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Factors Associated with Recent Increase of Multiple Births in Spain

Published online by Cambridge University Press:  21 February 2012

Vicente Fuster*
Affiliation:
Department of Zoology and Physical Anthropology, Faculty of Biology, Complutense University of Madrid, Spain. vfuster@bio.ucm.es
Pilar Zuluaga
Affiliation:
Department of Statistics and I.O., Faculty of Medicine, Complutense University of Madrid, Spain.
Sonia Colantonio
Affiliation:
Anthropology Unit, Faculty of Mathematical, Physical, and Natural Sciences, National University of Córdoba and CONICET, Córdoba, Argentina.
Clemente de Blas
Affiliation:
National Institute of Statistics, Madrid, Spain.
*
*Address for correspondence: Dr Vicente Fuster Siebert, Departamento de Zoología y Antropología Física, Facultad de Biología, Universidad Complutense de Madrid, 28040-Madrid, Spain.

Abstract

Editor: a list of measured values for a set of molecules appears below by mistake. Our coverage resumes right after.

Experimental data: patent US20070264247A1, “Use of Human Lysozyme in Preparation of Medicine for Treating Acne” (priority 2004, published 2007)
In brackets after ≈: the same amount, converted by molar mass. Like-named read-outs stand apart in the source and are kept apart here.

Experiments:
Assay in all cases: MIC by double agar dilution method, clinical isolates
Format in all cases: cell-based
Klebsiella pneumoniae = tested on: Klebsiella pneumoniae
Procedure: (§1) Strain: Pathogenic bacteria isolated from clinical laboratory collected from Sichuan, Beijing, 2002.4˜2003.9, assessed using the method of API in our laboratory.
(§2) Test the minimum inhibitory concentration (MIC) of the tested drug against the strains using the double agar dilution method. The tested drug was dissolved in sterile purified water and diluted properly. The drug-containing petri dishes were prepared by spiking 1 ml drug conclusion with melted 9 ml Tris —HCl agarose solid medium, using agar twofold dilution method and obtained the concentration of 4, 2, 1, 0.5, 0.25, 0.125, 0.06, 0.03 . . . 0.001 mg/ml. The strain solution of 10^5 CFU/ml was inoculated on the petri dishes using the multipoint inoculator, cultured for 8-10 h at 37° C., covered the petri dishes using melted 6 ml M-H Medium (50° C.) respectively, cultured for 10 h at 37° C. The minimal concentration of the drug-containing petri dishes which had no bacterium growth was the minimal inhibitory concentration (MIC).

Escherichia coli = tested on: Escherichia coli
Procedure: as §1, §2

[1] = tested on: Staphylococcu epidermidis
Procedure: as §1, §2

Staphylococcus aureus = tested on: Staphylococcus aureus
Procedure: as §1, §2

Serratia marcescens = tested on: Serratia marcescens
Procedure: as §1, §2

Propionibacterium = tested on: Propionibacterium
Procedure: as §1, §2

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The increased incidence of multiple deliveries in Spain, in addition to changes in age at maternity and parity, is attributed to assisted reproductive treatments, but the relative contribution of the latter to this rise remains uncertain, due to the scarce information provided by clinics practicing those treatments. Population based data (1984–2004), including information on mother's age, nationality, marital status, date of delivery, and the characteristics of each (parity, single or multiple), and sex of newborns were provided by the Spanish Institute of Statistics. Twinning and triplet deliveries relate to maternal age, parity, and nationality. For younger ages (≤ 19, 20–24, 25–29) rates remained constant over time, but for older women (30–34, 35–39, ≥ 40) rates increased after 1994. From 1984 to 2004 the percentage of twins of opposite sex increased from 24.31 to 36.58 per cent. Since 1997, Spanish and non-Spanish mothers differentiate with respect to multiple maternity at ages over 30. In addition to unmarried Spanish women, immigrants constitute a reliable reference group that determines the convenience of segregating information on multiple deliveries respecting origin. The proportion of twins and triplets of opposite sex, maternal age, and parity patterns observed are concordant with a differential access to reproductive treatments depending on the woman's age. The present norm regulating the maximum number of fertilizations per cycle and the demand for these treatments explain the high incidence of multiple deliveries in Spain. A modified logistic curve predicts a stabilization of multiple deliveries, which will probably continue to be high in Spain.

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